Tag Archives: medical treatment

Shape Up Medical School! 3D Printing Instead of Human Cadavers

Medical School 3D Printing

Medical School students have long used human cadavers in their training for diagnosis, treatment and surgery before they begin practicing with real patients. With improvements in 3D printing technology, realistic artificial body parts can be produced rather than relying on corpses. The U.S. military is currently evaluating this opportunity.

Such artificial body parts would “ideally not be actual biological tissues,” but instead would consist of materials that could physically simulate the feel of flesh and bone. Success in printing out entire body part sections containing bone, muscle, skin and blood vessels could lead to lower medical training costs and cut back on the need for animal or human cadavers.

“If such technology were possible, a wide variety of human anatomy sections could be printed on demand,” according to a U.S. Defense Health Program solicitation for small business issued on May 11.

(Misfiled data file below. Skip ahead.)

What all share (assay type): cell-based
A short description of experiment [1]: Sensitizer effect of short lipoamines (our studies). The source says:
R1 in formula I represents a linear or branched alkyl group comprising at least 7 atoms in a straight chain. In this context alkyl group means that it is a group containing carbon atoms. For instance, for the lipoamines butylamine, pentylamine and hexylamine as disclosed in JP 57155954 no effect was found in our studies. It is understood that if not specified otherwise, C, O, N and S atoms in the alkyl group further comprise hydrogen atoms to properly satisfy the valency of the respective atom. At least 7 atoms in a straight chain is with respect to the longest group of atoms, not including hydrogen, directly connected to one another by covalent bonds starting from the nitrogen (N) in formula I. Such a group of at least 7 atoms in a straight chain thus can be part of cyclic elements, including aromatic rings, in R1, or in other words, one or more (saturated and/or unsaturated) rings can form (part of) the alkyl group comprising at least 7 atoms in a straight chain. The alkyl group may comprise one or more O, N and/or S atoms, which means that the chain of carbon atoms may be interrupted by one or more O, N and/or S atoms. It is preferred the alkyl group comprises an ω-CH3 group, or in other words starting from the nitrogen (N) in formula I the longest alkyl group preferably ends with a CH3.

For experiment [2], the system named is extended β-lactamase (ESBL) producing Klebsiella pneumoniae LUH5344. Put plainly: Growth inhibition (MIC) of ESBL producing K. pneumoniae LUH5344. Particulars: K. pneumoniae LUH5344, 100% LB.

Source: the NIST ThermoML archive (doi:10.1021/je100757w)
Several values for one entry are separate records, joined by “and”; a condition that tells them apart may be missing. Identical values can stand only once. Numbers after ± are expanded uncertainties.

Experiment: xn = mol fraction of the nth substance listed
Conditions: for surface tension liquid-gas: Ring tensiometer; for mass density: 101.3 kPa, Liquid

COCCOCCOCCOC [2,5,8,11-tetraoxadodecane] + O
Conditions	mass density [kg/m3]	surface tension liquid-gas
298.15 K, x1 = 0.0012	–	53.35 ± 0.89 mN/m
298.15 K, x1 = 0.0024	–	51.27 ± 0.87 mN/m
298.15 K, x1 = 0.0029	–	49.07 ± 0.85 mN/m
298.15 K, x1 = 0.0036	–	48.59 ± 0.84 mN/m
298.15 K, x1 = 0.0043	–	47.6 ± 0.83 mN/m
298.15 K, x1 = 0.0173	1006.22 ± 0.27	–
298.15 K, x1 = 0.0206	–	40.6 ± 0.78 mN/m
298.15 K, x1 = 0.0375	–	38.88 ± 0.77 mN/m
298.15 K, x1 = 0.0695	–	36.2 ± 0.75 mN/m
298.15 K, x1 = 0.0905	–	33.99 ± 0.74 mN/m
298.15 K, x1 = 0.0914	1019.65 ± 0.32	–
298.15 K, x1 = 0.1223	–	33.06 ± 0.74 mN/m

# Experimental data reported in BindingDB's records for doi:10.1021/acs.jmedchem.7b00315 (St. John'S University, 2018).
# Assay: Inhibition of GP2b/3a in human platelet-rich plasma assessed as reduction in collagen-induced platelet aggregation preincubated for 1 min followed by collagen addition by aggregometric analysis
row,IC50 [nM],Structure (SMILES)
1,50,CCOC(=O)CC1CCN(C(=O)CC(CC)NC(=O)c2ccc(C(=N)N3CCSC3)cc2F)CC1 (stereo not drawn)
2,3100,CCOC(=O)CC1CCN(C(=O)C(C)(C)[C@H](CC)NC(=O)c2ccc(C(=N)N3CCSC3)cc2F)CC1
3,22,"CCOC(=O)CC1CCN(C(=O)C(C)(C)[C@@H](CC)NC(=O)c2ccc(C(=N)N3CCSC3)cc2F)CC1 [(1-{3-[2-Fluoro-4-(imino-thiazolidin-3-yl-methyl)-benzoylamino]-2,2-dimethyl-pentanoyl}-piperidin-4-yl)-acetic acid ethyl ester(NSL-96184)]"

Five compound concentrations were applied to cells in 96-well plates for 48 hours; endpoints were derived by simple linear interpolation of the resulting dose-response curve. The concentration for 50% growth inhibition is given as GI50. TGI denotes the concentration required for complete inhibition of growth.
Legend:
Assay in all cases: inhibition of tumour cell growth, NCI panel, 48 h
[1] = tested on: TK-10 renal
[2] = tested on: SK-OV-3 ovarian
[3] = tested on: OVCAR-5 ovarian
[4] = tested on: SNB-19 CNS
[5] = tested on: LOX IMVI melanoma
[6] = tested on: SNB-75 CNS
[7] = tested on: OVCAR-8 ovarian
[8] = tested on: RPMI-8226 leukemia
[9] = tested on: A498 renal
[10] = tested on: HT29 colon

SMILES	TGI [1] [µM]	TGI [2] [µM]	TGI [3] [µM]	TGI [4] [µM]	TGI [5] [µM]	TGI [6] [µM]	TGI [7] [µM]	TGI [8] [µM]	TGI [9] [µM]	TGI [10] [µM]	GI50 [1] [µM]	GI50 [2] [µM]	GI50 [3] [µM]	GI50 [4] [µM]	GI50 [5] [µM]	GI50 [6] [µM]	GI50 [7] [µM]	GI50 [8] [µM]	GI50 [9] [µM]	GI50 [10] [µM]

The 3D printed artificial body parts would also ideally allow for normal CT or MRI medical scans, so that physicians could practice interpreting the scan images before diving in with scalpels. The U.S. military effort could also presumably benefit American physicians and medical schools back on the home front.


Via LiveScience.

Medical School photo by uonottingham used under Creative Commons license.

3D Printed Legs: Giving Amputees the Power of Personal Expression

3D Printed Prosthetic Leg